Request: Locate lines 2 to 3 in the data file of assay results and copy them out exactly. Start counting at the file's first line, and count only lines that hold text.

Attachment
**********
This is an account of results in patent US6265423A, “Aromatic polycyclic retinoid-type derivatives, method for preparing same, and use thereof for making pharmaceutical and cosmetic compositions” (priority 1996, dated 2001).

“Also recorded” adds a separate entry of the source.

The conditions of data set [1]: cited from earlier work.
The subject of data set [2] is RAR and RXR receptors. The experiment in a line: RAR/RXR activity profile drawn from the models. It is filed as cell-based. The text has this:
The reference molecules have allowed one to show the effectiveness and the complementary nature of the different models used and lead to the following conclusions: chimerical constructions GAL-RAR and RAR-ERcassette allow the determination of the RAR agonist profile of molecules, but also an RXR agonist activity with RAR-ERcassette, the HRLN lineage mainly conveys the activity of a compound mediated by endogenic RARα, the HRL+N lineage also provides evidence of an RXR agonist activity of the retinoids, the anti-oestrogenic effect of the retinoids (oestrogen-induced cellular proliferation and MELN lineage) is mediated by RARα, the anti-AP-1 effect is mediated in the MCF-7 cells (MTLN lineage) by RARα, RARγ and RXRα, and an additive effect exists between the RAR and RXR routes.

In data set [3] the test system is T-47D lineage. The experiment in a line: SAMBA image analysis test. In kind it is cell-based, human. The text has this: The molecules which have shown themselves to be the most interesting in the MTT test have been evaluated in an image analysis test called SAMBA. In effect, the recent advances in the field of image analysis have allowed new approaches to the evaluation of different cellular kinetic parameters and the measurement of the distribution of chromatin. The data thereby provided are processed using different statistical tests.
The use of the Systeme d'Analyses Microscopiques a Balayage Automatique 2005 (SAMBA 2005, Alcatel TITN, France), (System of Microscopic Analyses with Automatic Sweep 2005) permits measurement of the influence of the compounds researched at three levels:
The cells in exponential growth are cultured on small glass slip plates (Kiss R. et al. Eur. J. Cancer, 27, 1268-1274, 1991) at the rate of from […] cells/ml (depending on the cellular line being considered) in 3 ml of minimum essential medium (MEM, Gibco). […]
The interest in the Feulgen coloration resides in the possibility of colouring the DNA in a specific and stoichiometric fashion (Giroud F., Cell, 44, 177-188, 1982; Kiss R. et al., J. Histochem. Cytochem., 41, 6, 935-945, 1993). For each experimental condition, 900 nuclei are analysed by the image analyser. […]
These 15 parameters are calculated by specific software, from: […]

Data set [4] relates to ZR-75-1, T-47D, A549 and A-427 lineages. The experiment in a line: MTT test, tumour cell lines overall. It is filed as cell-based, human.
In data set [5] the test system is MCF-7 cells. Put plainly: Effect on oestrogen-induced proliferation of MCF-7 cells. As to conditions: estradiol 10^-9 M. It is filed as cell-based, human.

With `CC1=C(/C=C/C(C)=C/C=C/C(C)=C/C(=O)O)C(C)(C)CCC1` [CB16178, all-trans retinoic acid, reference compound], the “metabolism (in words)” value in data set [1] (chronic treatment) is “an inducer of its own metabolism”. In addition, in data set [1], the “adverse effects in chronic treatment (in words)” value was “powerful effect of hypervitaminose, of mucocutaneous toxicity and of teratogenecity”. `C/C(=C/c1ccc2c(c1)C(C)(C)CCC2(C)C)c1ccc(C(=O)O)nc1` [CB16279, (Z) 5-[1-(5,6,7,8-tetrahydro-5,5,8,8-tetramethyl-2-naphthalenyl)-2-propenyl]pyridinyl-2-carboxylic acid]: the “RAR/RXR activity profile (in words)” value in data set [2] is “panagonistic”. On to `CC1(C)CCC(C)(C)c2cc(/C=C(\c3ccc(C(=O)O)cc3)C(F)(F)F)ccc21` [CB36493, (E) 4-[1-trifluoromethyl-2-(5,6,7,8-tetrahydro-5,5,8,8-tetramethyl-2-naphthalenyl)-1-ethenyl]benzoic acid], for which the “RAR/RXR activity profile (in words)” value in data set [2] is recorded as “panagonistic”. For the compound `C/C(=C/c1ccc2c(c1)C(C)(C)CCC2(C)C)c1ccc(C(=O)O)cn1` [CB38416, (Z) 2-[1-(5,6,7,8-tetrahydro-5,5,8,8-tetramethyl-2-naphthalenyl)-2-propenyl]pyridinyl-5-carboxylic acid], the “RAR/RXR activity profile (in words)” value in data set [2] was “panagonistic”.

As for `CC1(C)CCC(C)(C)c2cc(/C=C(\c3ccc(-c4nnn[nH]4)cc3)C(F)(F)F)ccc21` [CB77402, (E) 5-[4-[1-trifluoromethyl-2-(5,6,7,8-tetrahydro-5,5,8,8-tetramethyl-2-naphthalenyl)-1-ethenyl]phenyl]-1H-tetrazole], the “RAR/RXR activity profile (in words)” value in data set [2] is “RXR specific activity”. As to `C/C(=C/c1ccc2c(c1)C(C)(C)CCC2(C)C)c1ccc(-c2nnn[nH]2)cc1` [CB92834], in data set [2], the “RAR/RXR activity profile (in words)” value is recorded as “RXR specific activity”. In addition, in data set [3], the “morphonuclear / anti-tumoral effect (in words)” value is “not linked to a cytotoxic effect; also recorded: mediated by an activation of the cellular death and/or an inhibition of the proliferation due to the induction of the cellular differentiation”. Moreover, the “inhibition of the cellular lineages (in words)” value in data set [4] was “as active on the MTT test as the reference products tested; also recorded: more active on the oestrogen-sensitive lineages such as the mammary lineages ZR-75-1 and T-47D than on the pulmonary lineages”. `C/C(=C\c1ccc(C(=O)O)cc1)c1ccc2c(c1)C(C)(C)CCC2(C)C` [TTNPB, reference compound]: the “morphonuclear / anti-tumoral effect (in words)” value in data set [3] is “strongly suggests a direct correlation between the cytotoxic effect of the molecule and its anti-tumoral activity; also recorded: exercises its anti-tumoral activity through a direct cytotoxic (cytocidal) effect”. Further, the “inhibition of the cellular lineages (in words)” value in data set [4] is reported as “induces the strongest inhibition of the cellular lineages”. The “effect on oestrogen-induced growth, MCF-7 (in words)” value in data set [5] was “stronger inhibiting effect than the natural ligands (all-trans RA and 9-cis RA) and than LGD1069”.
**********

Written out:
“Also recorded” adds a separate entry of the source.

The conditions of data set [1]: cited from earlier work.